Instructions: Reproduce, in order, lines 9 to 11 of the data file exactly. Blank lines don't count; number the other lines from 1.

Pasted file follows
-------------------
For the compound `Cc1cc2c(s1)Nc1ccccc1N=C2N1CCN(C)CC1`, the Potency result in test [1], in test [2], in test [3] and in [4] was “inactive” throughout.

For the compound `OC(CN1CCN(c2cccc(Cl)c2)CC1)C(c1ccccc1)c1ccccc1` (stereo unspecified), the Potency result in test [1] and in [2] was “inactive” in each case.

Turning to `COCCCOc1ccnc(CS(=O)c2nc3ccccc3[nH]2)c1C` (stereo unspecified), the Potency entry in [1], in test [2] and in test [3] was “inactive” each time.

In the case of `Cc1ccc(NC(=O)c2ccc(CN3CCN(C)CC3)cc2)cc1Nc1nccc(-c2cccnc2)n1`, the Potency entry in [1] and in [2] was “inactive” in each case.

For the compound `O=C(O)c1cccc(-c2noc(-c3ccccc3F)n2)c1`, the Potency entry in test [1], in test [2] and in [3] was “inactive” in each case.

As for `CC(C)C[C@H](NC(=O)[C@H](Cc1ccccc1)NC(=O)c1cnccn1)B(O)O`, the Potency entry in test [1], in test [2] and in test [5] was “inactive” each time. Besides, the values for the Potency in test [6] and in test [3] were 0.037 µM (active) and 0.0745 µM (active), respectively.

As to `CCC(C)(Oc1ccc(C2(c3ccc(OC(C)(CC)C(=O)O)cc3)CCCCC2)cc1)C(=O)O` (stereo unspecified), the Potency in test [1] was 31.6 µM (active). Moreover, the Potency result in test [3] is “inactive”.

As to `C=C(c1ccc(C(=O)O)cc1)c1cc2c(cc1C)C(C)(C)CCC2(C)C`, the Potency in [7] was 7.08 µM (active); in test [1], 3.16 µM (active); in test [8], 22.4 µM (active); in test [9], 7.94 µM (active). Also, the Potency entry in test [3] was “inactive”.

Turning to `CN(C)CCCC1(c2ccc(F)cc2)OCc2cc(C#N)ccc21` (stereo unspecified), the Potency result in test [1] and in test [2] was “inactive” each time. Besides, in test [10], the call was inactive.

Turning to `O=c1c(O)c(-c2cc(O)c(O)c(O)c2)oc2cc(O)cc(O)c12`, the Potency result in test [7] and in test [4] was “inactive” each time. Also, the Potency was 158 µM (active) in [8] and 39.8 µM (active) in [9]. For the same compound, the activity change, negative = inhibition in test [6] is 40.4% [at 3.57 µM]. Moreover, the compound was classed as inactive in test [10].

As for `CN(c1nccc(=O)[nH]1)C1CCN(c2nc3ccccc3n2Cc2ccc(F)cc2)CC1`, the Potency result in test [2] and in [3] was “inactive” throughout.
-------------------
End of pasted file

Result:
Turning to `CN(C)CCCC1(c2ccc(F)cc2)OCc2cc(C#N)ccc21` (stereo unspecified), the Potency result in test [1] and in test [2] was “inactive” each time. Besides, in test [10], the call was inactive.

Turning to `O=c1c(O)c(-c2cc(O)c(O)c(O)c2)oc2cc(O)cc(O)c12`, the Potency result in test [7] and in test [4] was “inactive” each time. Also, the Potency was 158 µM (active) in [8] and 39.8 µM (active) in [9]. For the same compound, the activity change, negative = inhibition in test [6] is 40.4% [at 3.57 µM]. Moreover, the compound was classed as inactive in test [10].

As for `CN(c1nccc(=O)[nH]1)C1CCN(c2nc3ccccc3n2Cc2ccc(F)cc2)CC1`, the Potency result in test [2] and in [3] was “inactive” throughout.